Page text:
I get it.
You love your pets. They are members of your family. They are better than members of your family. Your pets love unconditionally and are usually obedient. You trust them, they comfort you, and oftentimes if you don’t eat, or go to the doctor; you may have spent your last dime on food or medical attention for your furry friend.
You even have people selling their food stamps — for their children — so that they can buy dog food!
Comedian, activist and author Dick Gregory used to tell of a higher economic status neighborhood where he would see owners walking their dogs and picking up poop; while back at the mansion they had a nanny changing their children’s diapers! I encourage everyone to read rapper DMX’s autobiography, E.A.R.L.
It will help you understand why he was drawn to dogs and also why he turned into the man he became.
I am going to focus on dogs as pets.
Since I was a child, I have always been afraid of animals, and especially dogs. No family member could recall a traumatic experience in my life or point to a bite mark somewhere on my body. They just all knew Cheryl was afraid of dogs.
Long before the 13-year period of January 1, 2005 to December 31, 2017, when a study shows “canines killed at least 433 Americans. Pit bulls contributed to 66% of these deaths and Rottweilers, the second leading canine killer, inflicted 10% of attacks that resulted in human death,” I didn’t want to be in the company of dogs.
I remember telling my mother that I’d rather not go to her friends, or even our relatives’ homes, because they had a dog.
Both advice columnists Dear Abby and Ann Landers have written extensively about etiquette regarding dogs.
Folks believe you don’t have “Puffy” locked up when you come to “Puffy’s home.” I agreed.
I would just not visit that home. And no, I didn’t want to hear that Puffy-the pitbull is gentle and won’t bite.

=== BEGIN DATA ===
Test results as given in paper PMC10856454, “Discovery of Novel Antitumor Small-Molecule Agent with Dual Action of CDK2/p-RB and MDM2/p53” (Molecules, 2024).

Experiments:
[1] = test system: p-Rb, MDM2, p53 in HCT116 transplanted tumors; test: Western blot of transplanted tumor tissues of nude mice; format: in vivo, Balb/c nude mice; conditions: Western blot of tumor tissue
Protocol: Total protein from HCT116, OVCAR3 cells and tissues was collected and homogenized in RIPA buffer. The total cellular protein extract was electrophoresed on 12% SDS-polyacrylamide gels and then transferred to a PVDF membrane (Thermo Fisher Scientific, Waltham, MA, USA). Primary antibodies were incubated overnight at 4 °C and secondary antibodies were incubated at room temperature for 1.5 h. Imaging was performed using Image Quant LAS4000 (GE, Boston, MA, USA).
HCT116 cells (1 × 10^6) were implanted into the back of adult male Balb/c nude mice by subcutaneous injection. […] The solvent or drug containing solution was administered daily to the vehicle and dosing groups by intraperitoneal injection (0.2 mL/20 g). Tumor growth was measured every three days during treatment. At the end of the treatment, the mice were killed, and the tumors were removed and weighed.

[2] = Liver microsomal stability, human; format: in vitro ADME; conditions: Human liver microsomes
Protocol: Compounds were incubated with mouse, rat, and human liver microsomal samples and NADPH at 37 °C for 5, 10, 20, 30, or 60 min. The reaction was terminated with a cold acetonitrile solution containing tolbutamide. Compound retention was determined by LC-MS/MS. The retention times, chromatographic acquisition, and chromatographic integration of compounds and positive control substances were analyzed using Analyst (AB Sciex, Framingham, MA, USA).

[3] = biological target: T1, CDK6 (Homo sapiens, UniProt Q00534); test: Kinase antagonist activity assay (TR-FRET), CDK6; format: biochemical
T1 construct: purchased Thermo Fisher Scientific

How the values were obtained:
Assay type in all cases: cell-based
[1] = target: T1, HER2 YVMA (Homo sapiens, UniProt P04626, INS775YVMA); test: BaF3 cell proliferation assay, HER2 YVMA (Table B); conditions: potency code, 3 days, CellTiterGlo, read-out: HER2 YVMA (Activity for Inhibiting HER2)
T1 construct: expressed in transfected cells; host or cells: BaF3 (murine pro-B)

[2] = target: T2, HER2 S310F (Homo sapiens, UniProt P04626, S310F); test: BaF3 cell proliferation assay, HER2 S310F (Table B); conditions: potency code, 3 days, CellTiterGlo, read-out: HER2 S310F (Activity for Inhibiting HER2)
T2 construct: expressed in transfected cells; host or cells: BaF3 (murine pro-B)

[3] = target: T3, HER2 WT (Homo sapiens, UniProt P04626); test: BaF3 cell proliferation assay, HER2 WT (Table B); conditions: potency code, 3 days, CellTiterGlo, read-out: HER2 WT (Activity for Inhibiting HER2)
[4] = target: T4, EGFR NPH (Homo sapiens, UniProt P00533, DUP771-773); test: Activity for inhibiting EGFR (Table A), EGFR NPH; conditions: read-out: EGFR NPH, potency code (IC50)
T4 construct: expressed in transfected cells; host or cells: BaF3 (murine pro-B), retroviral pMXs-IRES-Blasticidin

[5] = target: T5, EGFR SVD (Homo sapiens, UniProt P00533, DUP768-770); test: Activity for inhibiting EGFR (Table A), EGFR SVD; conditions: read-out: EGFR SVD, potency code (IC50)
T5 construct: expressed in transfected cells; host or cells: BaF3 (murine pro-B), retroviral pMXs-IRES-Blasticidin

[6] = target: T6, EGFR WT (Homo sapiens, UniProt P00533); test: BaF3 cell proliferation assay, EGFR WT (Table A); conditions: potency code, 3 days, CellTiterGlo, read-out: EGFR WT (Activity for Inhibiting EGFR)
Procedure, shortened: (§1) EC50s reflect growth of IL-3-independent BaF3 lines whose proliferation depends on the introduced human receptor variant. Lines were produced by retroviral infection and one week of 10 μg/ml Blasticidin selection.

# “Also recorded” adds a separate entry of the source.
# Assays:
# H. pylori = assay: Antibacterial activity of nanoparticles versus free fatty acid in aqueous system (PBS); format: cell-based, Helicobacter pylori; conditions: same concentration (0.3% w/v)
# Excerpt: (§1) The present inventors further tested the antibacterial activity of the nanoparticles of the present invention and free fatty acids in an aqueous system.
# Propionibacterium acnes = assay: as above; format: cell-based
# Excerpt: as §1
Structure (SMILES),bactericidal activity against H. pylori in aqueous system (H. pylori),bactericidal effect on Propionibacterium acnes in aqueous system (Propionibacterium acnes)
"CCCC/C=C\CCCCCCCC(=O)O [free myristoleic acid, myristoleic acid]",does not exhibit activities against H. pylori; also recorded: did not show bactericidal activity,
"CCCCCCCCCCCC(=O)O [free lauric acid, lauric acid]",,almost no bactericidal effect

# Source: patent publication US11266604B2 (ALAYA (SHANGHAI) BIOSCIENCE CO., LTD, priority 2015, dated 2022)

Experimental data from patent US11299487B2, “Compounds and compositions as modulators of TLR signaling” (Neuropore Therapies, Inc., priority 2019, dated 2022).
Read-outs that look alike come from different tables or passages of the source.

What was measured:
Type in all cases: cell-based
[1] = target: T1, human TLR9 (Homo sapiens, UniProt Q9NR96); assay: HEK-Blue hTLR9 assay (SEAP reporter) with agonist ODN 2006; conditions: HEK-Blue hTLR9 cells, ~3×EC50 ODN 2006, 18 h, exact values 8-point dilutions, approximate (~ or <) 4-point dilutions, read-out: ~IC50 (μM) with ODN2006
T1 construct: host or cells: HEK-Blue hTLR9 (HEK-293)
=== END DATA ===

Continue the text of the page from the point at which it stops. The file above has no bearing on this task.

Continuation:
For me, whether it is Puffy the pitbull or poodle, I also don’t want Puffy to lick, sniff, smell, snuggle or HUMP me!
I don’t want Puffy or Mitten the kitten all over me or the food I am going to eat. I’m just that way and I don’t pick fights or become disrespectful. I just become scarce.
I think there has to be a little understanding and compassion.
Which brings me to my truth.
You have people who care about pets more than they do people.
If George Floyd had been a dog; we’d never hear the end of the discussion and there would be billions of dollars raised in the name of dogs everywhere. It saddens me that we don’t appear to value the lives of hu- mans as much.
Many will say that dogs have significant value.
They are correct. They are comforting, a source of support.
September was National Service Dog Month and there are about 500,000 service dogs in the US. When you consider that 26% of adults in the United States have some type of disability and studies have proven that trained service dogs are very therapeutic; well we see the value.
But guess what?
While some of these dogs are therapeutic for their owners, they can be stressful for others.
Everyone does not have the same experience or love for dogs and dog owners need to realize this.
Just like everyone does not think your child is adorable, there are similar sentiments about dogs.
Or, cats, snakes etc. I still can’t get over these folks walking around tailgate parties at sporting events with a snake around their necks.
While I may be in the minority, again, I do not like or want to be in the company of dogs or snakes. I don’t want to have one sitting next to me on a plane or in a restaurant and there has to be consideration for others who feel the same way.
I understand why people feel the way they do about dogs and I will respect them.
The same should be the case with dog lovers, because my desires, like the King of R&B Bobby Brown sings, is my prerogative!
Respect the feelings of those who do NOT like pets!